Polish competition and consumer watchdog (UOKiK) has published a draft of its new policy. The draft sets out UOKiK’s new priorities and a plan to cooperate with other public authorities to achieve its goals. For the first time UOKiK’s policy prioritises competition protection, merger control and consumer protection, particularly in the financial services sector. These priorities will form the basis for the UOKiK’s actions in the coming years.

The most important priorities in the area of competition protection include:

  • Fighting cartels in particular with regard to price fixing and market sharing.
  • Using the UOKiK’s analytical tools (e.g. market tests) on a regular basis to identify markets which should be subject to stricter control.
  • Strengthening and more frequently using the UOKiK’s investigative powers. The UOKiK intends to use its right to enter companies’ premises more frequently to search for evidence of potential competition law infringement. The authority intends to use new IT tools and strengthen its investigative team by employing specialists with experience in other law enforcement agencies. To this end the UOKiK has signed agreements on cooperation with the head of the Internal Security Agency and the Attorney General.
  • Identifying and penalising bid-rigging schemes in cooperation with other institutions such as the Central Anticorruption Bureau, the Internal Security Agency and public prosecutors.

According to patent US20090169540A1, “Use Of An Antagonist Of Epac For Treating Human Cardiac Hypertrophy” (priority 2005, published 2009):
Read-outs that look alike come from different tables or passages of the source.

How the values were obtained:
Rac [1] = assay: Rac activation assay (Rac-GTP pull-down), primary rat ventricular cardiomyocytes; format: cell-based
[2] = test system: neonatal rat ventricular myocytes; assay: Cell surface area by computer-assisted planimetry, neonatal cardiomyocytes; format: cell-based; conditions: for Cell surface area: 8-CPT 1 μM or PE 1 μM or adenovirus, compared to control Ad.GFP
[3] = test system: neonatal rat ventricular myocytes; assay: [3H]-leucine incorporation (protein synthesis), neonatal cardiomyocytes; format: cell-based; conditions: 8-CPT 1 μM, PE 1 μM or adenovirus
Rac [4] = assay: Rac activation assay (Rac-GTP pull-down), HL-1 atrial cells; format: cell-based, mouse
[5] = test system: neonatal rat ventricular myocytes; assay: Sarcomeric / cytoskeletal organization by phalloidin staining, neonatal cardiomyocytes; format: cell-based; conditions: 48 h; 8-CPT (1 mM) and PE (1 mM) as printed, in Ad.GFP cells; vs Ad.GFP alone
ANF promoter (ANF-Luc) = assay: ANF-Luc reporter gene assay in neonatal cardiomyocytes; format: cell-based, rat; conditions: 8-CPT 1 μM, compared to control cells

In the area of merger control the UOKiK announced:

  • The introduction of the possibility of consulting its officials before making a formal notification of a merger. This means that it will be possible to receive information that will be helpful for obtaining approval for the proposed transaction.
  • An applicant’s argument that it will improve efficiency by way of a merger will more frequently be accepted as convincing than in the past.

In the area of consumer protection UOKiK will pay particular attention to:

  • Monitoring companies which have been found to violate consumer rights in the past.
  • Intensifying control over the financial sector.
  • Creating a new register of abusive clauses, which will be made available with the introduction of the administrative system of control of abusive clauses. The current register will also be maintained for 10 years.

The UOKiK’s policy will enter into force after its formal adoption by the Council of Ministers, which should take place before the parliamentary elections. Currently, it is undergoing consultation in government committees.